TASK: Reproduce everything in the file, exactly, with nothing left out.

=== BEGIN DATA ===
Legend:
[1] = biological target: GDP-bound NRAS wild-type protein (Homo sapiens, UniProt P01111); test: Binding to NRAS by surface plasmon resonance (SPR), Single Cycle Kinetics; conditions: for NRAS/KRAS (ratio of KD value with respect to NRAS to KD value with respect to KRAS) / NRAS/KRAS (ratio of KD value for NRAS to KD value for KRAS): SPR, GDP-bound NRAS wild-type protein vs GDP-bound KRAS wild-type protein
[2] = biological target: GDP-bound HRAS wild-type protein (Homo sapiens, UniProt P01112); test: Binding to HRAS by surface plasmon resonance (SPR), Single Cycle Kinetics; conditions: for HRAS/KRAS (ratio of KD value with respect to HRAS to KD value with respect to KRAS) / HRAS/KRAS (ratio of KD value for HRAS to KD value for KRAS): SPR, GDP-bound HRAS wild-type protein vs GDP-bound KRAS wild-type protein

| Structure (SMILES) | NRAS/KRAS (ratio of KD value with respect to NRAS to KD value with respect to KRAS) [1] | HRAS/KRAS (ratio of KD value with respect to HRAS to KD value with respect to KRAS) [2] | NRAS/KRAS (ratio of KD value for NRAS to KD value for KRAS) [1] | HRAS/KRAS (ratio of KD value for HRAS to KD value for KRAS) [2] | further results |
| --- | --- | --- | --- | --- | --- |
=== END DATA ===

Legend:
[1] = biological target: GDP-bound NRAS wild-type protein (Homo sapiens, UniProt P01111); test: Binding to NRAS by surface plasmon resonance (SPR), Single Cycle Kinetics; conditions: for NRAS/KRAS (ratio of KD value with respect to NRAS to KD value with respect to KRAS) / NRAS/KRAS (ratio of KD value for NRAS to KD value for KRAS): SPR, GDP-bound NRAS wild-type protein vs GDP-bound KRAS wild-type protein
[2] = biological target: GDP-bound HRAS wild-type protein (Homo sapiens, UniProt P01112); test: Binding to HRAS by surface plasmon resonance (SPR), Single Cycle Kinetics; conditions: for HRAS/KRAS (ratio of KD value with respect to HRAS to KD value with respect to KRAS) / HRAS/KRAS (ratio of KD value for HRAS to KD value for KRAS): SPR, GDP-bound HRAS wild-type protein vs GDP-bound KRAS wild-type protein

| Structure (SMILES) | NRAS/KRAS (ratio of KD value with respect to NRAS to KD value with respect to KRAS) [1] | HRAS/KRAS (ratio of KD value with respect to HRAS to KD value with respect to KRAS) [2] | NRAS/KRAS (ratio of KD value for NRAS to KD value for KRAS) [1] | HRAS/KRAS (ratio of KD value for HRAS to KD value for KRAS) [2] | further results |
| --- | --- | --- | --- | --- | --- |